Headline: 'Growing interest' in ancient Chinese arts
Byline: Amy Nip ( 5-1-2010 South China Morning Post)
Be it problems in the workplace or relationship woes, an increasing number of people are turning to fung shui and Taoist rituals in an effort to improve their lot, say masters of these ancient Chinese arts.
And they are not doing it as a business, but are learning these ancient rituals and practices for self-improvement or as a hobby, fung shui masters say.
Interest in fung shui and Taoist rituals have surged after fung shui master Tony Chan Chun-chuen was named a beneficiary in the will of billionaire Nina Wang Kung Yu-sum, fung shui master Szeto Fat-ching said. The probate battle that followed, during which fung shui practices were raised in court, further spurred interest.
Szeto, who says he has tens of thousands of followers, is looking forward to accepting about 30 new students at the end of this month. Most want to use the practices to have a better future.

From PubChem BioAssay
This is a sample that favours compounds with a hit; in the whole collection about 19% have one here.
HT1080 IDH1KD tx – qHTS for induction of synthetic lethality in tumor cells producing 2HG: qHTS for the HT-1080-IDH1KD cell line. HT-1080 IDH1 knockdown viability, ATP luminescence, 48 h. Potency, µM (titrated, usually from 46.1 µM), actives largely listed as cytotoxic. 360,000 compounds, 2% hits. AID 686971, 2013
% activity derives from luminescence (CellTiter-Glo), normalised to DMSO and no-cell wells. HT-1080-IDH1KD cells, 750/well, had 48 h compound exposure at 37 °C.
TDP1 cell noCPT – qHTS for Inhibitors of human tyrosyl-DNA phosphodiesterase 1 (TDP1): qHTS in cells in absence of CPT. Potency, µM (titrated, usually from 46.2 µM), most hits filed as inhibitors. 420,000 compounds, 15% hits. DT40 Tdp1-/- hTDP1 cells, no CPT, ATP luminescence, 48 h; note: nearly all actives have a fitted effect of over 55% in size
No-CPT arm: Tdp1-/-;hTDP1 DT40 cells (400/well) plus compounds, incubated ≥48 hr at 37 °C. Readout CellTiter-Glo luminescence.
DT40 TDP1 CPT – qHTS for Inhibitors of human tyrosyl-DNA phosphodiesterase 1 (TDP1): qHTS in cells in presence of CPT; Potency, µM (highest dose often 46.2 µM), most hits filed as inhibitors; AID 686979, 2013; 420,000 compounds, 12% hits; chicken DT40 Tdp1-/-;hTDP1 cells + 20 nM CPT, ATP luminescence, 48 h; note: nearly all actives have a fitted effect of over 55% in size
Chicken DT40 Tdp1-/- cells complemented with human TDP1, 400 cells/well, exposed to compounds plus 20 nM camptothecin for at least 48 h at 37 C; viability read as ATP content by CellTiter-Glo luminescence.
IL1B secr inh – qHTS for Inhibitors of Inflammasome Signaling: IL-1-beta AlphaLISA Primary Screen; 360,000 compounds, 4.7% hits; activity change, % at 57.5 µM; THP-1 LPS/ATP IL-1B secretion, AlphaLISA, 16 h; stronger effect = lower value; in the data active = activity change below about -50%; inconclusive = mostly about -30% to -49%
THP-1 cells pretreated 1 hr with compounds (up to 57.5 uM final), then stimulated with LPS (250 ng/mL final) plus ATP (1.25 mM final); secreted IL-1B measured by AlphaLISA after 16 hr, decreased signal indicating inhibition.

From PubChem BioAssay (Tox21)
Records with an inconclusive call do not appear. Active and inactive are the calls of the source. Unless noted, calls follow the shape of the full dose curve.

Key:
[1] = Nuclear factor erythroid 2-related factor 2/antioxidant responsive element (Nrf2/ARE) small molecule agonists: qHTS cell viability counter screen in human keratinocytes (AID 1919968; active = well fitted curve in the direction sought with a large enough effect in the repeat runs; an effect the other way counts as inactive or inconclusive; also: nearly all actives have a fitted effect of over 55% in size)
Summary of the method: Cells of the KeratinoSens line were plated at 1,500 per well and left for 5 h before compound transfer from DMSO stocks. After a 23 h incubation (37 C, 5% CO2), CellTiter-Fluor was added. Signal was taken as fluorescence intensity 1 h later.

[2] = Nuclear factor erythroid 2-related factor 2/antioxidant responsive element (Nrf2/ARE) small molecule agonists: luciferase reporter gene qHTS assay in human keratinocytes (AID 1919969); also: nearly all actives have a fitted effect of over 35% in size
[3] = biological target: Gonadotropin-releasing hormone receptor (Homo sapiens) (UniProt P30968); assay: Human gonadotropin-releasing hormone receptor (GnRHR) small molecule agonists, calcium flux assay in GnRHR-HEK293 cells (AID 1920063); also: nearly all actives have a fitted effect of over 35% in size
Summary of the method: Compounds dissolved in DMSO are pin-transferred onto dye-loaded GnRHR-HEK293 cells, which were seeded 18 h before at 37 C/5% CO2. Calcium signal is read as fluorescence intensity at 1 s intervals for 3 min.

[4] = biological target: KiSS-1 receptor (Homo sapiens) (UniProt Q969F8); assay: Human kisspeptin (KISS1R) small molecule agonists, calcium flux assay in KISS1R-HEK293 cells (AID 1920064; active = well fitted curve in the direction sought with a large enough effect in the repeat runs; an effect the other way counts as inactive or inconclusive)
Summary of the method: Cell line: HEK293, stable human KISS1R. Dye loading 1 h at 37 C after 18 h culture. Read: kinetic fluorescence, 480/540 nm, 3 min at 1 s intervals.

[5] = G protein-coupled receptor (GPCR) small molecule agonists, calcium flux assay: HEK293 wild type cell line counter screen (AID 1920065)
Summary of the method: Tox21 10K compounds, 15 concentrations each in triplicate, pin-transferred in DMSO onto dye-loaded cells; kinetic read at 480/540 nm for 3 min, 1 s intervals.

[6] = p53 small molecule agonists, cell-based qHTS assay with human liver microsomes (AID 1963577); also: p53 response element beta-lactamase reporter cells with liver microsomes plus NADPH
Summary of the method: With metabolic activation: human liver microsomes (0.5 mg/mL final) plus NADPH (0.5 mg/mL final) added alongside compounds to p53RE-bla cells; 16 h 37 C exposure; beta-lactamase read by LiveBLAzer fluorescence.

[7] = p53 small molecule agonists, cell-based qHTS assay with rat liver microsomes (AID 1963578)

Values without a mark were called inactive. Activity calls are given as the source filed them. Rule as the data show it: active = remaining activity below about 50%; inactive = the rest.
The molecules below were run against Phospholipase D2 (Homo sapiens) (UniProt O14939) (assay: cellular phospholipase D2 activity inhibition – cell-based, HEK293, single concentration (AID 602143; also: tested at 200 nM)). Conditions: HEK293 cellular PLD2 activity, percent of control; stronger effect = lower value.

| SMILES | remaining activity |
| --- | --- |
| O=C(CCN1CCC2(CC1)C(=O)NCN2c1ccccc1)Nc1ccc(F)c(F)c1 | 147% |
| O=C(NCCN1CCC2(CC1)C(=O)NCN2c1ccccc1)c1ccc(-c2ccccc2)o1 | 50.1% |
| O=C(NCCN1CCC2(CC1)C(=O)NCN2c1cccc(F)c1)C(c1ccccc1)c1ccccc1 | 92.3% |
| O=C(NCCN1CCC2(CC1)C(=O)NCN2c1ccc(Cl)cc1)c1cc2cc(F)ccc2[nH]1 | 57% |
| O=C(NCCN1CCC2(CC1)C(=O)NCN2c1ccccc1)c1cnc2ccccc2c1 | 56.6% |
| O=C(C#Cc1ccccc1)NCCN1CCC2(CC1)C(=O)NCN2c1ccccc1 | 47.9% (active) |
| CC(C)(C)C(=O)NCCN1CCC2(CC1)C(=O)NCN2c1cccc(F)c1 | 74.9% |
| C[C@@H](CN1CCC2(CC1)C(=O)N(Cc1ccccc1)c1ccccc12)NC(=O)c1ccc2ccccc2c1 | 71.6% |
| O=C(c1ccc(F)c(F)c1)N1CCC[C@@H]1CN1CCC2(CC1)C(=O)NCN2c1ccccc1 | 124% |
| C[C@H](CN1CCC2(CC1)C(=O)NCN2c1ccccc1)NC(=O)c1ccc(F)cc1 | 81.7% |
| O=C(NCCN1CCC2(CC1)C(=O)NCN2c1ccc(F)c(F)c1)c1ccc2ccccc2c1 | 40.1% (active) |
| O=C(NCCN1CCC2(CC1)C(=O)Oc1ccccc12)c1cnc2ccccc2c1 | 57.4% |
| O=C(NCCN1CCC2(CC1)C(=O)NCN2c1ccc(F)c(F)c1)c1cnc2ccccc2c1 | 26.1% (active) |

Despite Taoism's long history, not many people know about its ancient rituals, Szeto said. He cited as an example the court case concluded yesterday in which a self-proclaimed Taoist Mao Shan master was convicted of tricking a model into having sex as a part of a ritual to improve her luck.
Fung shui master Ma Lai-wah said he had seen a 10 per cent to 20 per cent increase in students annually in the past few years. "Most learn it for self-protection or as a hobby," Ma said, adding that some were interested in the philosophy of Taoism, while others wanted to learn how to bring good luck.
The lack of professional qualifications made it difficult to tell if a particular practice was a proper Taoist ritual, but anything obscene was not acceptable, Ma said. Sex was never used as a ritual to change luck.
Taoist masters can seek recognition from the mainland's State Administration for Religious Affairs.
Liu Tik-sang, associate professor of humanities at Hong Kong University of Science and Technology, said rituals worked like local religions: whether people believe or not has nothing to do with their academic qualifications. Unlike organised religions like Christianity, there are no authorities to determine which practices are proper and which ones are not, Liu said, adding that people have to use common sense.